Tuesday, September 06, 2005

When The Levee Breaks

If it keeps on rainin', levee's goin' to break,
If it keeps on rainin', levee's goin' to break,
When the levee breaks I'll have no place to stay.

Mean old levee taught me to weep and moan,
Mean old levee taught me to weep and moan,
Got what it takes to make a mountain man leave his home,
Oh, well, oh, well, oh, well.

Don't it make you feel bad
When you're tryin' to find your way home,
You don't know which way to go?
If you're goin' down South,
There ain't no work to do;
If you're goin' North,
There's Chicago.

Cryin' won't help you, prayin' won't do you no good,
Now, cryin' won't help you, prayin' won't do you no good,
When the levee breaks, mama, you got to move.

All last night sat on the levee and moaned,
All last night sat on the levee and moaned,
Thinkin' about me baby and my happy home.
Going, going to Chicago... Going to Chicago... Sorry but I can't take you...
Going down... going down now... going down....


from Led Zepplin IV, 1971, based on a 1929 recording of the same name by Blues artist Memphis Minnie McCoy.

3 comments:

Lorna Dee Cervantes said...

YEA! My IDOL, Memphis Minnie.

There are several versions of the song. Most poignant is sung by Kansa Joe (McCoy) with her on lead guitar making the sound of the storm, flood and pyschological pressure building. When sung by Joe, the song becomes a metaphor for all the stress of being out-of-work, poor & black in the South.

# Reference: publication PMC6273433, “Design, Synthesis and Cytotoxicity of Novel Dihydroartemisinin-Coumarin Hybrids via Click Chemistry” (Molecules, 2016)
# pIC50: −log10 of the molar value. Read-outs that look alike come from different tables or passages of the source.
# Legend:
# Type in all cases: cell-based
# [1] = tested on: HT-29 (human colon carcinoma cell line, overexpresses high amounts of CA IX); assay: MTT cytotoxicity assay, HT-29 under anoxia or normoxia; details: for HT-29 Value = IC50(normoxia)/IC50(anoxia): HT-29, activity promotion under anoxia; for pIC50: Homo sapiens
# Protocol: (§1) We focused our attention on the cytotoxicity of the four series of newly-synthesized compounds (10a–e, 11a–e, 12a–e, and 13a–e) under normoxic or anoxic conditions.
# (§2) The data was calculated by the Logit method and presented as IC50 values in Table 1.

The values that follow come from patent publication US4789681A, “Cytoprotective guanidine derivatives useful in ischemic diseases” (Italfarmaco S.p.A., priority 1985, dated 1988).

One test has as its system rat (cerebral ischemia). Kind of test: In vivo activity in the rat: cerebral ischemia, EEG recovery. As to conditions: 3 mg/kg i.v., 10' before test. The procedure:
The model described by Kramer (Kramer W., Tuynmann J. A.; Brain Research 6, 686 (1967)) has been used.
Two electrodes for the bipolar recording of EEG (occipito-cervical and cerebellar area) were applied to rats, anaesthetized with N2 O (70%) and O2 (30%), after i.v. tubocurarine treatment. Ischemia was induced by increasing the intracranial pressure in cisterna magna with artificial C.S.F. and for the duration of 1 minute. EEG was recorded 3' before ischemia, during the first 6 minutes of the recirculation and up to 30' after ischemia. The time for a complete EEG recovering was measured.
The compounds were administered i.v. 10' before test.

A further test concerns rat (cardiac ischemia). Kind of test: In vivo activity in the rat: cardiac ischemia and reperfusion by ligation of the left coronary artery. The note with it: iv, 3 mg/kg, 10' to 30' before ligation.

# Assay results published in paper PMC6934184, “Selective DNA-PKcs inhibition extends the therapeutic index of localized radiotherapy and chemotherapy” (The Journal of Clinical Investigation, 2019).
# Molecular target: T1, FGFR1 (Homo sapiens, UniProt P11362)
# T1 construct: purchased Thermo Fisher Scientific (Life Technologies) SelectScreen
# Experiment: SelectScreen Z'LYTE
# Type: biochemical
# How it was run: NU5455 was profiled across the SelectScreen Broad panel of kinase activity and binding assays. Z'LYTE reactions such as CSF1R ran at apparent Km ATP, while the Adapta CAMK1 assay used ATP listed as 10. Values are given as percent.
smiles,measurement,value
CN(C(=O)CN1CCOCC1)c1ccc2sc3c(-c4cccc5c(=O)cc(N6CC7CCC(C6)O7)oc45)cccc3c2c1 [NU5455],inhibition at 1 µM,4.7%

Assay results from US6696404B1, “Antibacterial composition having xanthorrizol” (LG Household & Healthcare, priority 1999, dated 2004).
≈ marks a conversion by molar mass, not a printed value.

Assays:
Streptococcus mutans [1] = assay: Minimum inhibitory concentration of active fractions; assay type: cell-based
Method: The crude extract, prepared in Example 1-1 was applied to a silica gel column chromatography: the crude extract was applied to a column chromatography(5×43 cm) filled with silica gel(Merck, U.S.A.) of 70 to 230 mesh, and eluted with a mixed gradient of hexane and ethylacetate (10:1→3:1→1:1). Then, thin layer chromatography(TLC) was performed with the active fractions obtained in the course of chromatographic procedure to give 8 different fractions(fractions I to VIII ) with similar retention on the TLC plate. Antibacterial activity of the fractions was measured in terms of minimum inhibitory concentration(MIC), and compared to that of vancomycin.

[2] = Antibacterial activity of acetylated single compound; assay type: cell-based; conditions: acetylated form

She said, in little known conversations conducted by black women journalist students and aired on the radio, that she was traveling and performing in the Delta when there was a huge flood. Everywhere she went the people were crying and moaning, starving and dying, and they were begging her to sing "When the Levee Breaks." She said, she thought they had mistook her for Ma Rainey or some other singer, but she sat down and wrote the song — to relieve the people's suffering.

There's a MM link on my blog as well as a link to an interview with me conducted by Alex Stein and published in the Michigan Quarterly Review with more info from those conversations.

Peter said...

Lorna: Fascinating story. Thanks for pointing me to it.

Collin said...

That song has been on my mind for a week. However, after hearing local Atlanta performance poet Lady Hardin read a persona poem of a woman trapped on her roof in New Orleans interspersed with the Doobie Brothers' "Black Water," that song has been in my head.